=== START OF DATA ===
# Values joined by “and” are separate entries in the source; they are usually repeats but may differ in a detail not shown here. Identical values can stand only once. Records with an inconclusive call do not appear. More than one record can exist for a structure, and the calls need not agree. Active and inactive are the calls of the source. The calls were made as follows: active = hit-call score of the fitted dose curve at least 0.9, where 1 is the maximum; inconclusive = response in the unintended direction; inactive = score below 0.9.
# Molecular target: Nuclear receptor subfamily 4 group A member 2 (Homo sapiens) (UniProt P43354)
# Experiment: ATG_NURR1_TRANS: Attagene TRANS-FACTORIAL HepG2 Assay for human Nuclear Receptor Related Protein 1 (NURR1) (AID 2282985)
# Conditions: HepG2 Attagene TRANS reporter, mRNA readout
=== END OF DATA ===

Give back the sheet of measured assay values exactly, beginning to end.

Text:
# Values joined by “and” are separate entries in the source; they are usually repeats but may differ in a detail not shown here. Identical values can stand only once. Records with an inconclusive call do not appear. More than one record can exist for a structure, and the calls need not agree. Active and inactive are the calls of the source. The calls were made as follows: active = hit-call score of the fitted dose curve at least 0.9, where 1 is the maximum; inconclusive = response in the unintended direction; inactive = score below 0.9.
# Molecular target: Nuclear receptor subfamily 4 group A member 2 (Homo sapiens) (UniProt P43354)
# Experiment: ATG_NURR1_TRANS: Attagene TRANS-FACTORIAL HepG2 Assay for human Nuclear Receptor Related Protein 1 (NURR1) (AID 2282985)
# Conditions: HepG2 Attagene TRANS reporter, mRNA readout